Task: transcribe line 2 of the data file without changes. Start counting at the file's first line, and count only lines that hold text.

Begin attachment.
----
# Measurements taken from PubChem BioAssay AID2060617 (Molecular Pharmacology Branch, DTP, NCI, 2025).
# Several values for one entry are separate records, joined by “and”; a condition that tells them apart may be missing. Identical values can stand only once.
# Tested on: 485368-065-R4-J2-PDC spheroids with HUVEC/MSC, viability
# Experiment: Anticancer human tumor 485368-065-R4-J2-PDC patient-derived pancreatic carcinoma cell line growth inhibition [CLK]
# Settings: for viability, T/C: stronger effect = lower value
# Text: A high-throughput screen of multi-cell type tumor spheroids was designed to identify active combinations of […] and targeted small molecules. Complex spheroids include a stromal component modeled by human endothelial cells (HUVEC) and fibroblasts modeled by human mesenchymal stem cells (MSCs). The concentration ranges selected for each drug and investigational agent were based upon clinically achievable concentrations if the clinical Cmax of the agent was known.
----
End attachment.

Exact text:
# Several values for one entry are separate records, joined by “and”; a condition that tells them apart may be missing. Identical values can stand only once.